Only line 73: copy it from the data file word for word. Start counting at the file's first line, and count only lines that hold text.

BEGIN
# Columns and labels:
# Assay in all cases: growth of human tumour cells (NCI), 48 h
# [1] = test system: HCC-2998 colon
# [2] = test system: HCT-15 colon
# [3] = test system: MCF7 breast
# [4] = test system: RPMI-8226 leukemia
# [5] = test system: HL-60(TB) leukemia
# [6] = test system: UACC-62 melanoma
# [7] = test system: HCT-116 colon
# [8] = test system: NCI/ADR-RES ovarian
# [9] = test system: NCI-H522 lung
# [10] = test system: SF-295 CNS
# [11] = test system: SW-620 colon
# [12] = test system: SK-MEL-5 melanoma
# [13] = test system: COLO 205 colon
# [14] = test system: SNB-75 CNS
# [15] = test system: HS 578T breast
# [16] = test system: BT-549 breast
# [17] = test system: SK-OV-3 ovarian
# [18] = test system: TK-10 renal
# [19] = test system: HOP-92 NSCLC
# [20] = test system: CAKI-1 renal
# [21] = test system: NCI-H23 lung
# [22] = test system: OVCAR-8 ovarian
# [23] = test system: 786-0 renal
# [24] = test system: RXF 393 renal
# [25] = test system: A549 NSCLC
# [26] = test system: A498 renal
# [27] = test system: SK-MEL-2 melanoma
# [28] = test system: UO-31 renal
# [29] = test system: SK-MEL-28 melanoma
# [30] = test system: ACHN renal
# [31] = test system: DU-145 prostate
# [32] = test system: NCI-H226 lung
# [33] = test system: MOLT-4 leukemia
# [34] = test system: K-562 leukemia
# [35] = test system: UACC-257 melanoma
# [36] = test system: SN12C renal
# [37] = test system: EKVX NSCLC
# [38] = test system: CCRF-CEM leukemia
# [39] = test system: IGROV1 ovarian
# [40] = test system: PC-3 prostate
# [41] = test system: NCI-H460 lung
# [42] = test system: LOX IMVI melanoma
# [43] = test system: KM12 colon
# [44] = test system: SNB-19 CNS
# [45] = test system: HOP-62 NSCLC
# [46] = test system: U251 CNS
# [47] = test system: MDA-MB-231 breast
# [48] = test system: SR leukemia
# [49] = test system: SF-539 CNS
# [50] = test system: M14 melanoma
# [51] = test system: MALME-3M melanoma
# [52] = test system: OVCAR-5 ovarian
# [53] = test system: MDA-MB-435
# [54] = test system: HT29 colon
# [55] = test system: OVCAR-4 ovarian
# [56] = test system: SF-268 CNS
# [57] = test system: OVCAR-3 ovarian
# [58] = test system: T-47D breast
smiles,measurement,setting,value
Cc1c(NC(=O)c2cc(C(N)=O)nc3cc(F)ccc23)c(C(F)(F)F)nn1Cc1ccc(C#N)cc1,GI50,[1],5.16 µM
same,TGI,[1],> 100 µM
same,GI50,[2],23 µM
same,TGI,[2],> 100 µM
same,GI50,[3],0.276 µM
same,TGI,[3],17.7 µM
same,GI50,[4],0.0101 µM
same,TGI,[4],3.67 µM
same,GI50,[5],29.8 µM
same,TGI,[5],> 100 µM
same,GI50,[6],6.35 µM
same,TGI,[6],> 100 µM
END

same,TGI,[6],> 100 µM